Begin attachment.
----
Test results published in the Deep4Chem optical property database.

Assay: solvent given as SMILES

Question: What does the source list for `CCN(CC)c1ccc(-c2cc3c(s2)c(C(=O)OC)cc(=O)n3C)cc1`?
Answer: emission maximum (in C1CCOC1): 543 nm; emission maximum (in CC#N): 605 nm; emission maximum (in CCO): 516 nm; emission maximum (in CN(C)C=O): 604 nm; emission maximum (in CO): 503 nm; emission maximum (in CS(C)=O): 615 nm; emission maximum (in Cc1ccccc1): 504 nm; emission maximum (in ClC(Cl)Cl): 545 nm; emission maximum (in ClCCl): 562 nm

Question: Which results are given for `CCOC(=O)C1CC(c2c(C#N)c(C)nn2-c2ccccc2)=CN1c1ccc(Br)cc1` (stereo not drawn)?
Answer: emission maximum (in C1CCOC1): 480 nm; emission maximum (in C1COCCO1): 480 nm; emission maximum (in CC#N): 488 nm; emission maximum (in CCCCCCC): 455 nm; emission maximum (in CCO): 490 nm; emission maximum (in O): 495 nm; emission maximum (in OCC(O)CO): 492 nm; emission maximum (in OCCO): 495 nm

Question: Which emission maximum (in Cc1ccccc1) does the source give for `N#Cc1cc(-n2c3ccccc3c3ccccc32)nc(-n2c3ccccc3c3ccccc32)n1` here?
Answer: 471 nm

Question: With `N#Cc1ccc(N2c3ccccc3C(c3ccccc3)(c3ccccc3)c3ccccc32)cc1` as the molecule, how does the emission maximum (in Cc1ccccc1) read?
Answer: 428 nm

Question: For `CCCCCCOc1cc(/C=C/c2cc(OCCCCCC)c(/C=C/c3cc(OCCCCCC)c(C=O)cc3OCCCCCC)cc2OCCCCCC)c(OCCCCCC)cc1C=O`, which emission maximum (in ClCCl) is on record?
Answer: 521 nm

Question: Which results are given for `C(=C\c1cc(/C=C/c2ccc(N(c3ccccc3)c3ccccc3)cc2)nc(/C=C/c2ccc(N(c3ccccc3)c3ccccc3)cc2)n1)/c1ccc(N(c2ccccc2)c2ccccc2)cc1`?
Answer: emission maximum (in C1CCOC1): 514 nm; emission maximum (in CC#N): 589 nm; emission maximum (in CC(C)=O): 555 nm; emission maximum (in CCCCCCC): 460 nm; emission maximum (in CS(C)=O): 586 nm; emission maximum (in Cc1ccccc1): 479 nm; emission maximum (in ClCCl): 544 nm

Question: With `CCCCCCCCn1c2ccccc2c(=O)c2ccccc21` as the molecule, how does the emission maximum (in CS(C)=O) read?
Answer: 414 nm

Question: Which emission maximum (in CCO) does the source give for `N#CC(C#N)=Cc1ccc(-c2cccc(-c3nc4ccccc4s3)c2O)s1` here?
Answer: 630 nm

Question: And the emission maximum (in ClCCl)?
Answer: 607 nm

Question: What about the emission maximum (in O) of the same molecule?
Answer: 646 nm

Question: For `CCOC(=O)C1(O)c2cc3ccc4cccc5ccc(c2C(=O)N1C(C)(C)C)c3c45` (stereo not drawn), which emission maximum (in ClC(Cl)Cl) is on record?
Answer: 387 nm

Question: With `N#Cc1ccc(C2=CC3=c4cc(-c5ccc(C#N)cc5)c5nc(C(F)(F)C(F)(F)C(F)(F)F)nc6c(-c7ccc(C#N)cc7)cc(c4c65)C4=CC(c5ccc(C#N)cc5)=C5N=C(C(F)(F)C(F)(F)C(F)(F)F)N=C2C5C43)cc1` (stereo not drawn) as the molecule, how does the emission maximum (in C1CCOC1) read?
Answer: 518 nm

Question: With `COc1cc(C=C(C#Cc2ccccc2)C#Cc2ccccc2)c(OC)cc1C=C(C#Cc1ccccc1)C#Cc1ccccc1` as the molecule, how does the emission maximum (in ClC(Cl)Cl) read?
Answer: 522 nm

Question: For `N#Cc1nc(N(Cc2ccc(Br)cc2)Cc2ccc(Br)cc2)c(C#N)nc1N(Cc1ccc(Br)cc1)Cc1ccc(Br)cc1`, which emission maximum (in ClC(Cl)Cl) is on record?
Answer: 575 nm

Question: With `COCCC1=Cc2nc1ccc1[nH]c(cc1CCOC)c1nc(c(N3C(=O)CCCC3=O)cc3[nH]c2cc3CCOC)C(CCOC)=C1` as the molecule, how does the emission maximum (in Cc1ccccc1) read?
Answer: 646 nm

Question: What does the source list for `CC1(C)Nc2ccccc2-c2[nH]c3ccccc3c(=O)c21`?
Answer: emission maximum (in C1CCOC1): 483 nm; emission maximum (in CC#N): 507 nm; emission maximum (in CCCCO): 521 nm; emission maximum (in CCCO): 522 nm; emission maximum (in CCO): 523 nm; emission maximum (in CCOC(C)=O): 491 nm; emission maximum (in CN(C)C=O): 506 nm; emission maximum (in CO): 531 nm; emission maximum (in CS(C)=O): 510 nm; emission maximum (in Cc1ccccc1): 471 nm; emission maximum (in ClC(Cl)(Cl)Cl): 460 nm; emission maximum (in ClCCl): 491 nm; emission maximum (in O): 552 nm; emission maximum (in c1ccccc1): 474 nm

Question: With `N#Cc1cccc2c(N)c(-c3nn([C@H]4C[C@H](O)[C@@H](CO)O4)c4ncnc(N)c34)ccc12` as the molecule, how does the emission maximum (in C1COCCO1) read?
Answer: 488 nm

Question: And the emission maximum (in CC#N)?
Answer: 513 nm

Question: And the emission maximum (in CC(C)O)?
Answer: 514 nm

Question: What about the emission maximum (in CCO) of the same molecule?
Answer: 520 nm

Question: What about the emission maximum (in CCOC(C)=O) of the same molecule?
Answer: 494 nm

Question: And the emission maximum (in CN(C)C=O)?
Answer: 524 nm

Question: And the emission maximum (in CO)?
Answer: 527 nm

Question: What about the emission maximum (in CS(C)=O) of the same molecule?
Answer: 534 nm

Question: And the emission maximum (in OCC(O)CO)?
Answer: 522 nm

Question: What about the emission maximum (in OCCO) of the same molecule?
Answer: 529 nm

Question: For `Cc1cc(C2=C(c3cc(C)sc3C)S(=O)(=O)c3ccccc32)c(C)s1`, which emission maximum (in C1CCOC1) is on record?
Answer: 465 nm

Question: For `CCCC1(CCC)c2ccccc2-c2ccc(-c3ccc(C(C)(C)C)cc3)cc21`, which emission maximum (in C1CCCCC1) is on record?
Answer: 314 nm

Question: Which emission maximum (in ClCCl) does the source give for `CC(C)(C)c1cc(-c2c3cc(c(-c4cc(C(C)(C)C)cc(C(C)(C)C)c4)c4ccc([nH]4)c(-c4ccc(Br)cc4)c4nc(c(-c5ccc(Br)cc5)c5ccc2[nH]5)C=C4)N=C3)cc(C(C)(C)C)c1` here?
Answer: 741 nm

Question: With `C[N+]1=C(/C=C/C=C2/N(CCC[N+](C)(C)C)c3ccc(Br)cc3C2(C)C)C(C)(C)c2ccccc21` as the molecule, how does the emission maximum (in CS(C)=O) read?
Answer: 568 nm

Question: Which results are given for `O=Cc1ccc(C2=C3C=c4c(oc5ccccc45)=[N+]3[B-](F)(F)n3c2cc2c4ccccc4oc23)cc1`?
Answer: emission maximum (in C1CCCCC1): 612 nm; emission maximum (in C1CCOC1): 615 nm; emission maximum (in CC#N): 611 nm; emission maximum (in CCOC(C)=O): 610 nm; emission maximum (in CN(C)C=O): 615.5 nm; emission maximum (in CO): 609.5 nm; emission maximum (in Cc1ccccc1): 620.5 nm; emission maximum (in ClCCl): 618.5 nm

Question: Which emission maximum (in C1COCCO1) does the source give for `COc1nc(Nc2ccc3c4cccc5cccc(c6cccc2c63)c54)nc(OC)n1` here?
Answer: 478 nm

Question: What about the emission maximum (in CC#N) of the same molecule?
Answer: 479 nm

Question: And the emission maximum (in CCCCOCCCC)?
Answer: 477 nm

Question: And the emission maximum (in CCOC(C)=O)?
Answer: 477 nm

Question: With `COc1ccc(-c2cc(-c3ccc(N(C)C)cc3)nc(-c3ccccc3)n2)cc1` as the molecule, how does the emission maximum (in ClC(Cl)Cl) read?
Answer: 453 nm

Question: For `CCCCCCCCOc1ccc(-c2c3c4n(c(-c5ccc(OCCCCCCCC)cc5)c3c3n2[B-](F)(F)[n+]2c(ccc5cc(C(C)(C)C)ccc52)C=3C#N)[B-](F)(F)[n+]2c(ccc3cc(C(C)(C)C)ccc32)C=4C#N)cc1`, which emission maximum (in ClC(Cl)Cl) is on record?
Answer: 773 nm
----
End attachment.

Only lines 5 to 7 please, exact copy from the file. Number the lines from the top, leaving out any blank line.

Question: Which results are given for `CCOC(=O)C1CC(c2c(C#N)c(C)nn2-c2ccccc2)=CN1c1ccc(Br)cc1` (stereo not drawn)?
Answer: emission maximum (in C1CCOC1): 480 nm; emission maximum (in C1COCCO1): 480 nm; emission maximum (in CC#N): 488 nm; emission maximum (in CCCCCCC): 455 nm; emission maximum (in CCO): 490 nm; emission maximum (in O): 495 nm; emission maximum (in OCC(O)CO): 492 nm; emission maximum (in OCCO): 495 nm

Question: Which emission maximum (in Cc1ccccc1) does the source give for `N#Cc1cc(-n2c3ccccc3c3ccccc32)nc(-n2c3ccccc3c3ccccc32)n1` here?